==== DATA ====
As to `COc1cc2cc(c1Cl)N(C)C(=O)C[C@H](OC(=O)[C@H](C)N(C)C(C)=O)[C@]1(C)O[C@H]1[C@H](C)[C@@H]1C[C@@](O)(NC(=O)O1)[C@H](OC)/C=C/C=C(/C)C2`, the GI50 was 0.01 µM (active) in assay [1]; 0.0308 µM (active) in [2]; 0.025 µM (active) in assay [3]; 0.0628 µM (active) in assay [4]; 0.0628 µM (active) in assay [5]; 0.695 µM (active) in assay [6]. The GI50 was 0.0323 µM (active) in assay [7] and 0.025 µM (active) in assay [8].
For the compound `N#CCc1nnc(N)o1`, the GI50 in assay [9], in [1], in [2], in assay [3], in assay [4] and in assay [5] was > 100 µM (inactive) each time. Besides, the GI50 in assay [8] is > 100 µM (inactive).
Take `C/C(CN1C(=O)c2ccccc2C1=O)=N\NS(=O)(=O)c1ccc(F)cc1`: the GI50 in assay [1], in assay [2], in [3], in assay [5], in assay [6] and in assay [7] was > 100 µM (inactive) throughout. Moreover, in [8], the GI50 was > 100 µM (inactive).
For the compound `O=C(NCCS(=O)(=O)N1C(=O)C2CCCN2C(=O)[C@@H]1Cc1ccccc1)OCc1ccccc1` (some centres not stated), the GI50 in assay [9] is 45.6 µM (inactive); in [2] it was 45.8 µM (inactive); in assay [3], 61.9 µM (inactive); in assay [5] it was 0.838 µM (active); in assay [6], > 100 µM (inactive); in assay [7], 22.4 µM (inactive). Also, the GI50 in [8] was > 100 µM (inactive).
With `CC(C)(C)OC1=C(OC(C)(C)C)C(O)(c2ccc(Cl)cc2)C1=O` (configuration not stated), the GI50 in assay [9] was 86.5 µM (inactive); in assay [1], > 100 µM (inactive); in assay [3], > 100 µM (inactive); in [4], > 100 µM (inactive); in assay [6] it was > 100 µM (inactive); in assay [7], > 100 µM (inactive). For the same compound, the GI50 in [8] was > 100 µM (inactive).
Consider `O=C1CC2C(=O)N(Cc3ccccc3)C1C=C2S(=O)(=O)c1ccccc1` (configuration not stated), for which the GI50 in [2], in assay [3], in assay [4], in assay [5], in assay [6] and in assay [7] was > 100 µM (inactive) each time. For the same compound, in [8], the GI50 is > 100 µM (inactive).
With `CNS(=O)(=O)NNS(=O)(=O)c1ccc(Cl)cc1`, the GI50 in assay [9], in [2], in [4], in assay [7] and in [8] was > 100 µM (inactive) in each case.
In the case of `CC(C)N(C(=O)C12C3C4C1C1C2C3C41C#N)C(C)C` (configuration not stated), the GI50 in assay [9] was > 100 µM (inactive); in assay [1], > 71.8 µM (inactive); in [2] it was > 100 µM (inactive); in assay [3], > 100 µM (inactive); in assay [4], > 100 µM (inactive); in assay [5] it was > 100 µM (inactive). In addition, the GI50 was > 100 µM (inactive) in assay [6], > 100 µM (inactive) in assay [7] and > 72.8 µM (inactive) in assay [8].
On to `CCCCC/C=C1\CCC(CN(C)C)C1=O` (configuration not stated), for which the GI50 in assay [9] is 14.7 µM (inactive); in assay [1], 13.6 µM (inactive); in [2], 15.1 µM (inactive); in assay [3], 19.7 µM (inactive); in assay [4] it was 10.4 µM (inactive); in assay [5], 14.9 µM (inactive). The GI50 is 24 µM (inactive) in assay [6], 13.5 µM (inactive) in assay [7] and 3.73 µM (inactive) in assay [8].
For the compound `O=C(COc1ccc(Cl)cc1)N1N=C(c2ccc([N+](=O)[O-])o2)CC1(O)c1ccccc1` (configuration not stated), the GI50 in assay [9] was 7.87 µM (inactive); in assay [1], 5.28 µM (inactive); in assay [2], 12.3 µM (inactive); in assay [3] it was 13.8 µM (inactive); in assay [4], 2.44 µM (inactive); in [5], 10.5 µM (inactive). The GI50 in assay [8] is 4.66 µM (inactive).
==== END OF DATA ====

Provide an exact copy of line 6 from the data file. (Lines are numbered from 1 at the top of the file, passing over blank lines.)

Consider `O=C1CC2C(=O)N(Cc3ccccc3)C1C=C2S(=O)(=O)c1ccccc1` (configuration not stated), for which the GI50 in [2], in assay [3], in assay [4], in assay [5], in assay [6] and in assay [7] was > 100 µM (inactive) each time. For the same compound, in [8], the GI50 is > 100 µM (inactive).